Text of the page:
Vivint Solar Inc (NYSE:VSLR) will release its fourth-quarter earnings on March 4, when analysts are expecting VSLR to report a decrease in revenue and a loss on earnings.
VSLR is a newly public residential solar energy systems provider. Shares first became available on Oct. 4 at an opening price of $16, but immediately began falling. Within two weeks, VSLR stock traded for just above $10, and within two months prices were below $8.50 per share, where they currently sit now.
Will the Vivint Solar earnings do anything to reverse that slide? Don’t count on it.
What Happened to VSLR?
Last November, Vivint Solar released abysmal third-quarter earnings, reporting revenue of $8.3 million alongside operating expenses of $66.7 million for a total operating loss of $58.4 million. All three figures were up from the year-ago period, but revenue growth at 266% flagged the surge in operating expenses (325%) and loss from operations at (333%).
The result was a GAAP loss per share of 45 cents and a non-GAAP loss per share of 66 cents.
VSLR stock declined 22.5% following the announcement, and shares continued to drop until bottoming out near $8 in mid-December. Since then, Vivint Solar has essentially remained flat as management has done little to repair damaged investor confidence.
At the conclusion of the Q3 earnings report, VSLR provided limited guidance for Q4; management guided for total revenue between $5.5 million-$6.5 million and total operating expenses between $47 million-$51 million. Fourth-quarter revenue is expected to be down quarter-over-quarter due to weather-related delays impacting installation jobs.
What to Expect from Vivint Solar in Q4
The analyst consensus regarding Vivint Solar earnings is $6 million total revenue, a loss of 37 cents per share for the quarter and a loss of 81 cents for the full year. Looking forward, the consensus for next year’s earnings is a loss of $2.56 per share.
However, it’s interesting to note that the average short-term target price is $17 per share. For a company that has tanked nearly 50% in the five months since its IPO, and whose management has already guided for even less revenue than last quarter, what would it take for Vivint Solar to jump to $17?
Unless VSLR management devises an outstandingly successful plan for increasing revenue and reducing expenses, it’s unlikely Vivint Solar stock will touch $17 any time soon. Also, considering competition in the residential and business-to-business solar arena, particularly from industry leader SolarCity Corp (NASDAQ:SCTY), Vivint Solar has a challenging road ahead.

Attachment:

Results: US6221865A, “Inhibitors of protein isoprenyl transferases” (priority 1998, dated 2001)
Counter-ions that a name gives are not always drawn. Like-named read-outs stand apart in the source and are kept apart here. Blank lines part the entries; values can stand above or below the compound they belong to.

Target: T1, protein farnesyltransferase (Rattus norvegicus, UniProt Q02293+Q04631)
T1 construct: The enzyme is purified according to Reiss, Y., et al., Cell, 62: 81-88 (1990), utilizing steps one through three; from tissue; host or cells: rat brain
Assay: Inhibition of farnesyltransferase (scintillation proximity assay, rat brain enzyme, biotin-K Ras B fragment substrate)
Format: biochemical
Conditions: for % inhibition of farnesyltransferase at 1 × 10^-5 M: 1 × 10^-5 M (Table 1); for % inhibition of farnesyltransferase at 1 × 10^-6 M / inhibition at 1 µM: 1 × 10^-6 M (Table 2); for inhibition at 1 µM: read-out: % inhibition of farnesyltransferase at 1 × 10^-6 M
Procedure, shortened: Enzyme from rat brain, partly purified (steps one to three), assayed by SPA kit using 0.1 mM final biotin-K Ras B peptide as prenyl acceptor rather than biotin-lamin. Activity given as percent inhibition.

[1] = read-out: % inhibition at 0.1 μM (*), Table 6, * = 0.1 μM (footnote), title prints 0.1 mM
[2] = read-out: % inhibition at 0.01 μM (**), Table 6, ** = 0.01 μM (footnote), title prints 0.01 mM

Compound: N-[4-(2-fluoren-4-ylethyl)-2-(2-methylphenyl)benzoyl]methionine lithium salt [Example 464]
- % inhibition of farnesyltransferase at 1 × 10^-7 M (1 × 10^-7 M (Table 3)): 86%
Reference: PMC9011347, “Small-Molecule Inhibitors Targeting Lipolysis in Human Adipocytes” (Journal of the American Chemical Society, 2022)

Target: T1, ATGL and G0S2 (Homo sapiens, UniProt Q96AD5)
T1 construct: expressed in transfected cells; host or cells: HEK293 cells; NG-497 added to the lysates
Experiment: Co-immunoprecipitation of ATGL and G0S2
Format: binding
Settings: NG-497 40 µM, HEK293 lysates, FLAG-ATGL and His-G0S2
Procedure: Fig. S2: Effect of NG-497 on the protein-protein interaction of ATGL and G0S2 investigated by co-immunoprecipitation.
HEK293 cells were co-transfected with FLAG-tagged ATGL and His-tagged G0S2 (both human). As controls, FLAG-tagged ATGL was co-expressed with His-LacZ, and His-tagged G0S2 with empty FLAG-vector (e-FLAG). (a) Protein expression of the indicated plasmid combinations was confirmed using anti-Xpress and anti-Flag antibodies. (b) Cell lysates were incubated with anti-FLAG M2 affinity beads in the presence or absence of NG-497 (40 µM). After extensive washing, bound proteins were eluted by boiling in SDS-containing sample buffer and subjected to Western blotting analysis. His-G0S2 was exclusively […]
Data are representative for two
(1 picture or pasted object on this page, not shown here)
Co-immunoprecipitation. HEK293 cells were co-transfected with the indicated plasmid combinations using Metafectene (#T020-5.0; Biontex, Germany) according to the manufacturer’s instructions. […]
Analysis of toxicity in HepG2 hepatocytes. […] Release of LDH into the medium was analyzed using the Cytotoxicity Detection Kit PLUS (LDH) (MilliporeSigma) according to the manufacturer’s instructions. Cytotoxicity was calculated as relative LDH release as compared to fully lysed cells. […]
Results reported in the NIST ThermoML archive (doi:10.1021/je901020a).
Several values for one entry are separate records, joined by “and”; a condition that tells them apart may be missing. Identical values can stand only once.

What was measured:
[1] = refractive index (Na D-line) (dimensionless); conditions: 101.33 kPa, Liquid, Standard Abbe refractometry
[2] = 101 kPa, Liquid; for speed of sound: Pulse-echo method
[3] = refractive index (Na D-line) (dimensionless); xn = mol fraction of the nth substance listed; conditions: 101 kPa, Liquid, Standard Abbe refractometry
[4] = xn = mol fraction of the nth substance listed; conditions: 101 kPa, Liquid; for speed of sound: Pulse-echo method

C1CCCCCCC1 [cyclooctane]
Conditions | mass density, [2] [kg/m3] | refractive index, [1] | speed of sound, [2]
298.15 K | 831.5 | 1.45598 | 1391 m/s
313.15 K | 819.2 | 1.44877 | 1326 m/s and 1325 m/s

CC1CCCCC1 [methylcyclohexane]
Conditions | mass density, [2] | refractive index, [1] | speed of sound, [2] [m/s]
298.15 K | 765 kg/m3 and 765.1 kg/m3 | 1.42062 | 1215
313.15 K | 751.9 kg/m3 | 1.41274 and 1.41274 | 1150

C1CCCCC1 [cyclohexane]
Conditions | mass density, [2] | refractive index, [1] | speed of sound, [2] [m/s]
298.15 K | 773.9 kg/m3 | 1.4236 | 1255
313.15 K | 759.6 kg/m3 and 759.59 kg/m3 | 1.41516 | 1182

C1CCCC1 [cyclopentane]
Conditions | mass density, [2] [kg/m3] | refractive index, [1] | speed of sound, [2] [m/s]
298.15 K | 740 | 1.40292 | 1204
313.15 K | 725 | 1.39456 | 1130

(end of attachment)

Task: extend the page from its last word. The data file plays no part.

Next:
How Bright is the Future for VSLR?
Since the VSLR IPO on Oct. 1, shares are down 49.28% to $8.13. Over the same five-month period, SCTY shares are only down 11% to $50.26. With a market cap of $4.9 billion, SolarCity dwarfs Vivint Solar’s $857 million market cap. However, in an interview with CNBC, Vivint Solar CEO Greg Butterfield stated that he does not view SCTY as a competitor, but instead views traditional utility companies as VSLR’s primary competition.
Further, Butterfield went on to explain that, while SCTY is No. 1 in market share in California, VSLR is No. 2, but on the east coast in New York, New Jersey, and Massachussets, Vivint Solar is on top.
Seasonality in the northeastern part of the country should not have a significant impact on revenue and new sales figures, according to Butterfield, and in fact the company’s Q4 guidance was intentionally on the conservative side. He also added that VSLR is the country’s second-largest solar company with a 15% market share, and he fully expects this figure to increase due to the market being significantly underpenetrated.
However, with the recent influx of $300 million to SCTY, compliments of tech behemoth Google Inc (NASDAQ:GOOGL, NASDAQ:GOOG), to help finance 25,000 new residential solar installations, Vivint Solar is likely to find itself struggling against the Goliath that is SolarCity, especially now that GOOG is on board.
Additionally, VSLR has made some rather dramatic changes to its product lineup, scrapping the popular SunEye line, and has engaged in active recruitment of new employees to facilitate further expansion into northern California. Despite Butterfield declaring that SCTY is not his competitor, it will be interesting to see how things play out over the next year, as VSLR attempts to expand into SCTY’s home turf.
VSLR has a number of potential long-term revenue streams in the form of leases and service contracts to residential homeowners, so the focus will be on maximizing return and boosting sales.
Expect Vivint Solar earnings to be comfortably within the analyst consensus and management’s guidance. More importantly than VSLR’s Q4 losses will be guidance for 2015 and beyond.
As of this writing, Greg Gambone did not hold a position in any of the aforementioned securities.